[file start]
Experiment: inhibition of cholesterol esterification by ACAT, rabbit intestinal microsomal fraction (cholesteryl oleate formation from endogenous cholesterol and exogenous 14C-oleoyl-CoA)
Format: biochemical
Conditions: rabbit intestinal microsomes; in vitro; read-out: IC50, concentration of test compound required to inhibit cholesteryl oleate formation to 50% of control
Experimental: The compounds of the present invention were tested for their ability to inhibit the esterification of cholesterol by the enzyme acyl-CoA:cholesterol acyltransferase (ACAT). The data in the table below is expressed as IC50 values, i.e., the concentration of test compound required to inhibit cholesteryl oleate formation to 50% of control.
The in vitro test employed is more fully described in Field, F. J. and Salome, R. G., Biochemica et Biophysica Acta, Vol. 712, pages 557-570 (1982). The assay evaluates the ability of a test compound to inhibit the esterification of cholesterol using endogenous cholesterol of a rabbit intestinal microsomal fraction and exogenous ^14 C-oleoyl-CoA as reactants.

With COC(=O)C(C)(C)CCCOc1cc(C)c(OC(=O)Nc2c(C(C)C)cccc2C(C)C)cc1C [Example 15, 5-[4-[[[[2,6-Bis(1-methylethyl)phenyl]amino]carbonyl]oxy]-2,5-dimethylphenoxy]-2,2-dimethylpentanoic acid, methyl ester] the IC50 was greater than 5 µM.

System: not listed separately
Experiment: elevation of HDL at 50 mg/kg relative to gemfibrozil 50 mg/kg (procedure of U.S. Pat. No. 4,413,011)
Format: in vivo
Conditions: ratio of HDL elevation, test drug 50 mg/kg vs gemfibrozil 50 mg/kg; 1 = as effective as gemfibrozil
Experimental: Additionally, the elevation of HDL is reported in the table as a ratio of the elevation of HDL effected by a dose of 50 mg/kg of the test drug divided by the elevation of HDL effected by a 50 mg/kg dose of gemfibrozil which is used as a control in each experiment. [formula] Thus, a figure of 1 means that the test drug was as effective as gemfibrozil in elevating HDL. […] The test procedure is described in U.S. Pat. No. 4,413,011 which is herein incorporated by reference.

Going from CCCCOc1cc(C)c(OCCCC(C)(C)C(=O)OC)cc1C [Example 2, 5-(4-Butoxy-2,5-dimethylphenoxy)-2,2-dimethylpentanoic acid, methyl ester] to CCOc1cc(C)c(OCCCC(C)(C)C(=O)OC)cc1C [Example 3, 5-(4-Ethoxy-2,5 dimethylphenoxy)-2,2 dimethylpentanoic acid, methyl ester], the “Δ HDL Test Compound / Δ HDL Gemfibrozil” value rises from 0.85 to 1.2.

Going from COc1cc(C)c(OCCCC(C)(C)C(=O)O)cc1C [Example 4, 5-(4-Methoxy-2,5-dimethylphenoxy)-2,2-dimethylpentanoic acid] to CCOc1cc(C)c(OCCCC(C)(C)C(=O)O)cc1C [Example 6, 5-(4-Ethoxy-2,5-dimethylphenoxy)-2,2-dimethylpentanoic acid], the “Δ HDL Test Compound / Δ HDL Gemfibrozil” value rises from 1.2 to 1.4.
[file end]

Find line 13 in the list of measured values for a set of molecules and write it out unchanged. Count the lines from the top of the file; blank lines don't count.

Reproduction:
Going from COc1cc(C)c(OCCCC(C)(C)C(=O)O)cc1C [Example 4, 5-(4-Methoxy-2,5-dimethylphenoxy)-2,2-dimethylpentanoic acid] to CCOc1cc(C)c(OCCCC(C)(C)C(=O)O)cc1C [Example 6, 5-(4-Ethoxy-2,5-dimethylphenoxy)-2,2-dimethylpentanoic acid], the “Δ HDL Test Compound / Δ HDL Gemfibrozil” value rises from 1.2 to 1.4.